In addition, frozen volatiles and methane harvested from Saturn’s moons could be used for the sake of terraforming other locations in the Solar System. In the case of Mars, nitrogen, ammonia and methane have been suggested as a means of thickening the atmosphere and triggering a greenhouse effect to warm the planet. This would cause water ice and frozen CO² at the poles to sublimate – creating a self-sustaining process of ecological change.
Colonies on Saturn’s moons could also serve as bases for harvesting deuterium and helium-3 from Saturn’s atmosphere. The abundant sources of water ice on these moons could also be used to make rocket fuel, thus serving as stopover and refueling points. In this way, a colonizing the Saturn system could fuel Earth’s economy, and the facilitate exploration deeper into the outer Solar System.
Naturally, there are numerous challenges to colonizing Saturn’s moons. These include the distance involved, the necessary resources and infrastructure, and the natural hazards colonies on these moons would have to deal with. For starters, while Saturn may be abundant in resources and closer to Earth than either Uranus or Neptune, it is still very far.
On average, Saturn is approximately 1,429 billion km away from Earth; or ~8.5 AU, the equivalent of eight and a half times the average distance between the Earth and the Sun. To put that in perspective, it took the Voyager 1 probe roughly thirty-eight months to reach the Saturn system from Earth. For crewed spacecraft, carrying colonists and all the equipment needed to colonize the surface, it would take considerably longer to get there.
These ships, in order to avoid being overly large and expensive, would need to rely on cryogenics or hibernation-related technology in order to save room on storage and accommodations. While this sort of technology is being investigated for crewed missions to Mars, it is still very much in the research and development phase.
Any vessels involved in the colonization efforts, or used to ship resources to and from the Cronian system, would also need to have advanced propulsion systems to ensure that they could make the trips in a realistic amount of time. Given the distances involved, this would likely require rockets that used nuclear-thermal propulsion, or something even more advanced (like anti-matter rockets).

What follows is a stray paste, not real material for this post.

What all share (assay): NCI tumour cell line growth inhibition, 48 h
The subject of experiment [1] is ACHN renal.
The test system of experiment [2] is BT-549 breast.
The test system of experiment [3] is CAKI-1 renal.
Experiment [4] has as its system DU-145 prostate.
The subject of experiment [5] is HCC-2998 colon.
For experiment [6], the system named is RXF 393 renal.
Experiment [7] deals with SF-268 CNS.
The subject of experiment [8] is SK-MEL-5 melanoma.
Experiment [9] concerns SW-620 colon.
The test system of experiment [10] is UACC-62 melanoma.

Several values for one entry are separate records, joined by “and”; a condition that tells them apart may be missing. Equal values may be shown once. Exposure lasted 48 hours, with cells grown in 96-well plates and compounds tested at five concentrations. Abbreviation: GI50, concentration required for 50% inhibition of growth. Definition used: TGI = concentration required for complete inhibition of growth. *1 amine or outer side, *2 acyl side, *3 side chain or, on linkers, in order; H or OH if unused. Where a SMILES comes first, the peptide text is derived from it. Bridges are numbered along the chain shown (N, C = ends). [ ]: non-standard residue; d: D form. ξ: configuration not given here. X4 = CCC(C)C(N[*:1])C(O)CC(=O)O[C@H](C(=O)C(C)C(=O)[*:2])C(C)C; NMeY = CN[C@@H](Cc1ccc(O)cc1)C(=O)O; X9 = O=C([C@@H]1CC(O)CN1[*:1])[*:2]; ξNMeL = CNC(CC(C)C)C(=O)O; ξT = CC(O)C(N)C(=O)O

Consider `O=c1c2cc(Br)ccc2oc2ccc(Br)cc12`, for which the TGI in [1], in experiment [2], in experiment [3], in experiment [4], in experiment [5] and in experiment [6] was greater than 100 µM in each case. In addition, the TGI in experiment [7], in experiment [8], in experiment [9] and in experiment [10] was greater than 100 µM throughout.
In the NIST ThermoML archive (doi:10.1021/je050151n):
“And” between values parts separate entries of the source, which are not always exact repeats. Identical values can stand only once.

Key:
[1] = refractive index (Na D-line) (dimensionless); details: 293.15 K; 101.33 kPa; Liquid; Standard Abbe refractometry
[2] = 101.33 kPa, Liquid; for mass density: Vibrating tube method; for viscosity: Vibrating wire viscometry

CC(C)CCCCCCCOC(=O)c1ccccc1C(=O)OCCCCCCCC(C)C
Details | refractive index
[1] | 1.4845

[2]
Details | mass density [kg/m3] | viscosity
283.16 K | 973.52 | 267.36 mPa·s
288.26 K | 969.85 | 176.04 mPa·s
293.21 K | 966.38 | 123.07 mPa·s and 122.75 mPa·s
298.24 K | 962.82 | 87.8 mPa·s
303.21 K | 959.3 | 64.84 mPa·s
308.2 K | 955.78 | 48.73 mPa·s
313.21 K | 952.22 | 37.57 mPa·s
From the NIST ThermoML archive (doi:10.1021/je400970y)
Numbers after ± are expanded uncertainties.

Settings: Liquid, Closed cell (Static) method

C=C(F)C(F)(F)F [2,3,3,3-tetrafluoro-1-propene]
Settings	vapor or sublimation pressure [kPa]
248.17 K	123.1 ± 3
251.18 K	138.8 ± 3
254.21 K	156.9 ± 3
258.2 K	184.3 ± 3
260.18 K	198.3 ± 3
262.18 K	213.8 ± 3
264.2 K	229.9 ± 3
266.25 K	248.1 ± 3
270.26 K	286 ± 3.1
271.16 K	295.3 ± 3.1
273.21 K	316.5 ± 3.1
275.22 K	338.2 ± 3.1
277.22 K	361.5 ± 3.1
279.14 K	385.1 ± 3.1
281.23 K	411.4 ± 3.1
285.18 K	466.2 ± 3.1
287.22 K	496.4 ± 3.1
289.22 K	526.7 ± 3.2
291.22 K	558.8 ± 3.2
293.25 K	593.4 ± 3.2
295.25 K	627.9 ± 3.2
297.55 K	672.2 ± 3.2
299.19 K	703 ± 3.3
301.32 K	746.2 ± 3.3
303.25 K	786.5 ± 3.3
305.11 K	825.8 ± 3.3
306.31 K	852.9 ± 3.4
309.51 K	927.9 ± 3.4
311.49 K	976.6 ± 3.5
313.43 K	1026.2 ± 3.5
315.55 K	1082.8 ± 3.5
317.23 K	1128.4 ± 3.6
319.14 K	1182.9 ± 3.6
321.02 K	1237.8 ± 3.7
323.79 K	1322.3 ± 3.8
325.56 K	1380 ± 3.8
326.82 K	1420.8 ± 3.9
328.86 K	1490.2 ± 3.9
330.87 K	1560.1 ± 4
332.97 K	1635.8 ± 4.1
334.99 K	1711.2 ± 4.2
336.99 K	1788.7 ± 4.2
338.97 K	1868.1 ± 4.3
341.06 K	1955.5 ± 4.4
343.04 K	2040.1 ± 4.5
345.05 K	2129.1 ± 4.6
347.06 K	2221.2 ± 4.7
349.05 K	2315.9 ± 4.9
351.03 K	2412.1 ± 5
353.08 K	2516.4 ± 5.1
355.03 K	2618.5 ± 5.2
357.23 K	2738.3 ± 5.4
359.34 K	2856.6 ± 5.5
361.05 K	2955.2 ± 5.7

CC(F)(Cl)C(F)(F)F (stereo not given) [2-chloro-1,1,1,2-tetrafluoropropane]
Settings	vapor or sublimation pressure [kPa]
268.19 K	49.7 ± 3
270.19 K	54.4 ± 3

And while the former is technically feasible, no such propulsion systems have been built just yet. Anything more advanced would require many more years of research and development, and a major commitment in resources. All of this, in turn, raises the crucial issue of infrastructure.
Basically, any fleet operating between Earth and Saturn would require a network of bases between here and there to keep them supplied and fueled. So really, any plans to colonize Saturn’s moons would have to wait upon the creation of permanent bases on the Moon, Mars, the Asteroid Belt, and most likely the Jovian moons. This process would be punitively expensive by current standards and (again) would require a fleet of ships with advanced drive systems.
And while radiation is not a major threat in the Cronian system (unlike around Jupiter), the moons have been subject to a great deal of impacts over the course of their history. As a result, any settlements built on the surface would likely need additional protection in orbit, like a string of defensive satellites that could redirect comets and asteroids before they reached orbit.
Given its abundant resources, and the opportunities it would present for exploring deeper into the Solar System (and maybe even beyond), Saturn and its system of moons is nothing short of a major prize. On top of that, the prospect of colonizing there is a lot more appealing than other locations that come with greater hazards (i.e. Jupiter’s moons).
However, such an effort would be daunting and would require a massive multi-generational commitment. And any such effort would most likely have to wait upon the construction of colonies and/or bases in locations closer to Earth first – such as on the Moon, Mars, the Asteroid Belt, and around Jupiter. But we can certainly hold out hope for the long run, can’t we?
Cassini was launched in 1997 and reached Saturn in 2004. It will end its mission by plunging into the gas giant. But before then, it will dive through Saturn’s rings a total of 20 times.
The first dive through the rings was just completed, and represents the beginning of Cassini’s final mission phase. On December 4th at 5:09 PST the 2,150 kg, plutonium-powered probe, crossed through a faint and dusty ring created by the moons Janus and Epimetheus. This brought it to within 11,000 km of Saturn’s F-ring.
Though the end of a mission might seem sad, people behind the mission are excited about this final phase, a series of close encounters with the most iconic structures in our Solar System: Saturn’s glorious rings.
“This is a remarkable time in what’s already been a thrilling journey.” – Linda Spilker, NASA/JPL
“It’s taken years of planning, but now that we’re finally here, the whole Cassini team is excited to begin studying the data that come from these ring-grazing orbits,” said Linda Spilker, Cassini project scientist at JPL. “This is a remarkable time in what’s already been a thrilling journey.”
Even casual followers of space news have enjoyed the steady stream of eye candy from Cassini. But this first orbit through Saturn’s rings is more about science than pictures. The probe’s cameras captured images 2 days before crossing through the plane of the rings, but not during the closest approach. In future ring-grazing orbits, Cassini will give us some of the best views yet of Saturn’s outer rings and some of the small moons that reside there.